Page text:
Hollinger four submits appeal, argues St. Eve gave prosecution “evidentiary shortcuts”

Hollinger four submits appeal, argues St. Eve gave prosecution “evidentiary shortcuts”

At this hour, there are reports from Bloomberg, AP and the Canadian Press that Conrad Black’s appeal has been submitted to judges Easterbrook, Bauer and Posner of the Seventh Circuit Court. The appeal is a joint submission from the Hollinger four (Mark Kipnis mustn’t be finding house arrest as congenial as he thought it would be).

On Black’s behalf, the 101-page document (signed by no less than 13 lawyers) argues in part that “Four counts of conviction are left for his appeal, each vainly searching for a theory of criminality.” And as an overarching theme, “There was no evidence that could have permitted the jury to find beyond a reasonable doubt that defendants schemed to defraud.”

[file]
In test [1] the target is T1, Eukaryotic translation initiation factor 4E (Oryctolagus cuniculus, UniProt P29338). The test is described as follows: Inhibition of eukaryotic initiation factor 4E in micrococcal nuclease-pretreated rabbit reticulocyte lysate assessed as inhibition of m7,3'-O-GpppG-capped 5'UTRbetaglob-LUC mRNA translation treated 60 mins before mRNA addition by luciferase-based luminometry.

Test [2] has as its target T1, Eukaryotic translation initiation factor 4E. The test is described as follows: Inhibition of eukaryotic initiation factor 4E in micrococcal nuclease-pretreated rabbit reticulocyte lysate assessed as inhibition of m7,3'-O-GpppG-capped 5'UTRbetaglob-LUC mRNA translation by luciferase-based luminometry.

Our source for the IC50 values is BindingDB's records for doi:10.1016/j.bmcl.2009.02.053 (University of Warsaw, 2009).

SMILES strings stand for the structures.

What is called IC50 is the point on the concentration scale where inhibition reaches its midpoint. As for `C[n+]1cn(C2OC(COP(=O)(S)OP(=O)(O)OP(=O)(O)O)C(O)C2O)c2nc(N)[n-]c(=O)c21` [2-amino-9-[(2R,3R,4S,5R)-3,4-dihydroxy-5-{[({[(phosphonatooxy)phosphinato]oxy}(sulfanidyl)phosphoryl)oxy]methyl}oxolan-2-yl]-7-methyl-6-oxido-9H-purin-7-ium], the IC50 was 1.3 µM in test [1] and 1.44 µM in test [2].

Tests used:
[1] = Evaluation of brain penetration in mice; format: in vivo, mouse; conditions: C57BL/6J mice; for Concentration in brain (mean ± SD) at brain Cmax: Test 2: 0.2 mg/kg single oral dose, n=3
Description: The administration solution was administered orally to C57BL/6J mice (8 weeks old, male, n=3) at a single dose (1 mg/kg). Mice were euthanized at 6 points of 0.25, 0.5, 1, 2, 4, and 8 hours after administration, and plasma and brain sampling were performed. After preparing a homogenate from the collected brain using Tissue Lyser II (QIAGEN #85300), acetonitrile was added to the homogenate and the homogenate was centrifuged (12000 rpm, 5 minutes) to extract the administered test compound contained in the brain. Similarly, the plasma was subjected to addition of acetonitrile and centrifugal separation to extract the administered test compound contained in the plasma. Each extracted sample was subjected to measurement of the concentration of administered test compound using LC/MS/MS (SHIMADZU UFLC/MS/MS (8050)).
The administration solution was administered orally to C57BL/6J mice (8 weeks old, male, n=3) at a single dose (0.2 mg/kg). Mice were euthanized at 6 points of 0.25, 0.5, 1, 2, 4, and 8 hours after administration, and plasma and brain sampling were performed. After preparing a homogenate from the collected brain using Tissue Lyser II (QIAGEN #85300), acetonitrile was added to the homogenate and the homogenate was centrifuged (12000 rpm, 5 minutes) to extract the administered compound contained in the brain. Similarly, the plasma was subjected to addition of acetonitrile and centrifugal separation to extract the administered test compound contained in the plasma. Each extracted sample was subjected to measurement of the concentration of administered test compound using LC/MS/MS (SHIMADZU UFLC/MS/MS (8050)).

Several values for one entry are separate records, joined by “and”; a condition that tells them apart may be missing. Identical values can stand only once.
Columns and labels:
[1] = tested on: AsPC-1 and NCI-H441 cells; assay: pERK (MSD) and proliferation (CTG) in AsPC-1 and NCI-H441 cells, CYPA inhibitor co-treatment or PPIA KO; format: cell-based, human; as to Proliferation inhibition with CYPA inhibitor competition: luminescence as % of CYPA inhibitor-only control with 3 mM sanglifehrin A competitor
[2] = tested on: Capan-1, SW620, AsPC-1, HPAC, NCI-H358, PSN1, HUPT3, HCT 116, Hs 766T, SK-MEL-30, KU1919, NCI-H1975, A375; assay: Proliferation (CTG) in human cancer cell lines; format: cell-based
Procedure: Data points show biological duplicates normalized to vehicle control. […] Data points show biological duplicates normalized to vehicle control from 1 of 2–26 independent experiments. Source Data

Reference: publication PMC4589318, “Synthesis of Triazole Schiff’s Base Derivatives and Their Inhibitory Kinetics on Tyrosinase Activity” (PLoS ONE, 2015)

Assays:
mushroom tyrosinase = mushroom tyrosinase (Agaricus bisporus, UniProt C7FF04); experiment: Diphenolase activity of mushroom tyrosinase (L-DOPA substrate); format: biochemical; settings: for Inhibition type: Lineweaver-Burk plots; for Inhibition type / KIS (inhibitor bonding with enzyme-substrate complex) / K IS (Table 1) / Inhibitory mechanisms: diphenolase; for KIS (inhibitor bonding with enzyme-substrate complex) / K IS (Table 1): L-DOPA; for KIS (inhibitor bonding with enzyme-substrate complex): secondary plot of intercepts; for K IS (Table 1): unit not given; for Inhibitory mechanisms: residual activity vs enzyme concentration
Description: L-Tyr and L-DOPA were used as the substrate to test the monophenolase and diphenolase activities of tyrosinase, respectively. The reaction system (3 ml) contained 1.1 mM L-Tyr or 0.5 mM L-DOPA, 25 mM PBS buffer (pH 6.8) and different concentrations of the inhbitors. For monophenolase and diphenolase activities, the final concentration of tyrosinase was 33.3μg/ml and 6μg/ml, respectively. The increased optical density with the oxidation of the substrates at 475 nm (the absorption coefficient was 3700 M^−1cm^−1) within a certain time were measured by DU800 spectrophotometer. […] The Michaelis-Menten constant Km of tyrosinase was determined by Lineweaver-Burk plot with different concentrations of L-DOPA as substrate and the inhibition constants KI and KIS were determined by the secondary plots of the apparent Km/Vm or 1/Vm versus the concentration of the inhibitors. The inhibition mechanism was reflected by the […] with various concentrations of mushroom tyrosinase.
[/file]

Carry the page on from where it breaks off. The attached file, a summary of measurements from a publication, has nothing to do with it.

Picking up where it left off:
Moreover, Judge Amy St. Eve “permitted the prosecution to take two crucial evidentiary shortcuts during the trial.” One was a so-called “ostrich” instruction in which jurors were told that ignorance of wrongdoing was not an excuse if Mr. Black had deliberately looked the other way. The other alleged shortcut was allowing the government to introduce “uncharged, inaccurate SEC disclosures filed long after the fact.” In Black’s case, the appeal also addresses the obstruction charge: “removing from his longtime office personal papers and effects, on the eve of his eviction from the space by new management, and in full view of others, including his assistant and security cameras…There was no evidence whatsoever of any intent to obstruct justice.”

All of which sounds like a plan. Though as the billing odometer rolls past the $200 million mark, surely by this point it’s only the lawyers that are enjoying the ride.

• Newspaper mogul Black’s appeal rips government’s fraud claims [Chicago Tribune]• Black says jury got bad instructions, seeks reversal [Bloomberg]• Black’s lawyers file an appeal of his obstruction, fraud convictions [Canadian Press]